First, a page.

What is an Actual Physical Control DUI in Arizona?

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Rosenstein Law Group PLLC

Scottsdale, AZ

Practice Areas

Criminal Defense, DUI and DWI

Looking at Actual Physical Control DUI's Charges in Arizona

Actual physical control is a part of Arizona DUI law that a lot of people have a hard time understanding. Much of this comes from the fact that there is no black and white way to determine if someone was in actual physical control of a vehicle. Many people are unaware that you can get a DUI in Arizona even if you are not driving your vehicle. Believe it or not, Arizona law allows for DUI charges if you are under the influence and driving or in “actual physical control” of a vehicle. Police officers are quick to arrest someone for DUI when they appear to be intoxicated and are sitting in a running car; people are even arrested for DUI for sitting in their car with the ignition turned off.

What Does Actual Physical Control Mean?

Whether someone is in actual physical control requires looking at the totality of the circumstances to determine whether a person’s current or imminent control of a vehicle presented a real danger to himself or others at the time alleged. Some of the factors that a court or jury should consider when determining whether a person was in actual physical control include:

  • Whether the vehicle was running
  • Whether the ignition was on
  • Where the ignition key was located
  • Where and in what position the driver was found in the vehicle
  • Whether the person was awake or asleep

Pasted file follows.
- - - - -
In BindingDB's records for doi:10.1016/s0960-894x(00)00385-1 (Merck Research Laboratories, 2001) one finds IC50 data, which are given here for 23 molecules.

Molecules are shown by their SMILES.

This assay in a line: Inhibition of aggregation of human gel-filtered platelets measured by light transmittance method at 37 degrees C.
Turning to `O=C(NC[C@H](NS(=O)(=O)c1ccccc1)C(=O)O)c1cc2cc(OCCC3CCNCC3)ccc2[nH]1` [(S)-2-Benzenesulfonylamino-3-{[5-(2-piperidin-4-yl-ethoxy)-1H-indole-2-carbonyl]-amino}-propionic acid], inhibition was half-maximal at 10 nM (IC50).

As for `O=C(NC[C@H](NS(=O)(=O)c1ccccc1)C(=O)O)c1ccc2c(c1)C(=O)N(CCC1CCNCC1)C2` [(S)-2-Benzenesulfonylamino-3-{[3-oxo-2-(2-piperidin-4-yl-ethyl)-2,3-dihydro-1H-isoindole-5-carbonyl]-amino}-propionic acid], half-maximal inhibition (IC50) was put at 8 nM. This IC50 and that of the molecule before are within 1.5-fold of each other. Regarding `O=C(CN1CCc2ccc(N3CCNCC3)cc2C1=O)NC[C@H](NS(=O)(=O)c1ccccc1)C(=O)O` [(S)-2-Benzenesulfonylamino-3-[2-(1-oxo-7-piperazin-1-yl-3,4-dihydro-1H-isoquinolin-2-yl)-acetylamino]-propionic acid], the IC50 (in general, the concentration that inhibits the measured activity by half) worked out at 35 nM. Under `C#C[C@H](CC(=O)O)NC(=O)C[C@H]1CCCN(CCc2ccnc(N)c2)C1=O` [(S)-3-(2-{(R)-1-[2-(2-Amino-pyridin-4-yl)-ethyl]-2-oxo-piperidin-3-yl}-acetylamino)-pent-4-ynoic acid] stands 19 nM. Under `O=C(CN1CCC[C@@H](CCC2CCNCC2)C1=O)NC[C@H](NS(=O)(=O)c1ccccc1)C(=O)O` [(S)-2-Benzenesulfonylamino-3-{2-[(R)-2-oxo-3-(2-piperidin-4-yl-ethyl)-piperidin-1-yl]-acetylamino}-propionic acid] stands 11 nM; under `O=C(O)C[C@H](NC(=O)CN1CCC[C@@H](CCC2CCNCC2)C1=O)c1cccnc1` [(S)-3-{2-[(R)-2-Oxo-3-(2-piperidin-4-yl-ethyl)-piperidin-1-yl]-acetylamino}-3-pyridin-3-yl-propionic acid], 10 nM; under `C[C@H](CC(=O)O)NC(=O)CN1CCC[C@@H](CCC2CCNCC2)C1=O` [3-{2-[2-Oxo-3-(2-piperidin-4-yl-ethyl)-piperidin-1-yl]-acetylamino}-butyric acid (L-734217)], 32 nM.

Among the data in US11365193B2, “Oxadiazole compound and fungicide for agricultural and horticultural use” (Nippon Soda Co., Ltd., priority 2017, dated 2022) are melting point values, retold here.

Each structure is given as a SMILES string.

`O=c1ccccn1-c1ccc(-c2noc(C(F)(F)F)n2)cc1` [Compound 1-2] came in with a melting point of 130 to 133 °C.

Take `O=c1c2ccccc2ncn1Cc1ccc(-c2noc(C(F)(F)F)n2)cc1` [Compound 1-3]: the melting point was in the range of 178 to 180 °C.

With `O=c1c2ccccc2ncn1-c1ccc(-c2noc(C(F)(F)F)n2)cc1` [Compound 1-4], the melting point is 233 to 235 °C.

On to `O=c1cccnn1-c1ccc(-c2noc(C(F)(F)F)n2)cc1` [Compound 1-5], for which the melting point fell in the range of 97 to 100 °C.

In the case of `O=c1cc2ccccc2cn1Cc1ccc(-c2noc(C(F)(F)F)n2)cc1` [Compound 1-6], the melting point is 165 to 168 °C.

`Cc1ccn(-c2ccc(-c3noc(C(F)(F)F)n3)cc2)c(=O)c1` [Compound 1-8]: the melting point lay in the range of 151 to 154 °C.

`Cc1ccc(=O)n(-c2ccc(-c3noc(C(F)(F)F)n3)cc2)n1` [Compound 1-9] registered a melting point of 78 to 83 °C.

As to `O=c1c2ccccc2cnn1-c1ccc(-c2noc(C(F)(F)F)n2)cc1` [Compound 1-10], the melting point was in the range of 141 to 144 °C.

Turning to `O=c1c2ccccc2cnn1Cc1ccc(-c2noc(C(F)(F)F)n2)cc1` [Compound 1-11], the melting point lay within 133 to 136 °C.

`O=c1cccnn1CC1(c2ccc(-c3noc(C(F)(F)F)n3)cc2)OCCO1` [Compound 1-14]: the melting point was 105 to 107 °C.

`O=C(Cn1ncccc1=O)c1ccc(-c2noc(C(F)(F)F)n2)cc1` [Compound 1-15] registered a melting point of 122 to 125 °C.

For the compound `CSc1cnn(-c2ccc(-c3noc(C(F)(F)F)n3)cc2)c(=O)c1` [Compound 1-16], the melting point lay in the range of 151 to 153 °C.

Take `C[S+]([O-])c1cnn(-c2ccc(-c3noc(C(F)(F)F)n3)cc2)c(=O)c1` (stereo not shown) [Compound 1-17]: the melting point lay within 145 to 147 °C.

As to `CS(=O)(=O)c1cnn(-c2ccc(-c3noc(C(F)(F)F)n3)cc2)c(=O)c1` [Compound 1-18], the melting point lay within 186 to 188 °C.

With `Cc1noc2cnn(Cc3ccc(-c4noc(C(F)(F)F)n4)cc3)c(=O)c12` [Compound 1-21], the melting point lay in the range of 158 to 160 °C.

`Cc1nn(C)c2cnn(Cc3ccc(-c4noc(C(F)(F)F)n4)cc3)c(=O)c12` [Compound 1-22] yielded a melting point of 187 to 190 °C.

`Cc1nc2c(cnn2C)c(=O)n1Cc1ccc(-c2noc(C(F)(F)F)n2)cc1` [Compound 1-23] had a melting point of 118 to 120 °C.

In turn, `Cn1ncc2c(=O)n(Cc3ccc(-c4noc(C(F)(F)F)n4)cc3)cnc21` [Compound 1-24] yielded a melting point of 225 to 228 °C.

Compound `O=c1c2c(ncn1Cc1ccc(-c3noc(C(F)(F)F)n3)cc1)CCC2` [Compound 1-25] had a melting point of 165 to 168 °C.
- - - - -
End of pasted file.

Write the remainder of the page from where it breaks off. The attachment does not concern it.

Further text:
• Whether the vehicle’s headlights were on
  • Where the vehicle was stopped
  • Whether the driver had voluntarily pulled off the road
  • The time of day
  • Weather conditions
  • Whether the vehicle’s heater or air conditioner was on
  • Whether the windows were up or down
  • Any explanation of the circumstances shown by the evidence

Defending Against Arizona Actual Physical Control DUI Charges

This list of factors is not all-inclusive, as you can see by the final bullet point above. A court or jury can look to any other evidence that may show that a person was not in actual physical control of a vehicle. It may be a defense to your DUI charge if you were using your vehicle as a stationary shelter. This “Shelter Rule” is in place so that people are not punished for having the awareness to “sleep off” their intoxication rather than trying to make it home before getting caught by police. The unfortunate truth is that we see these people getting arrested by police and charged by prosecutors quite frequently.

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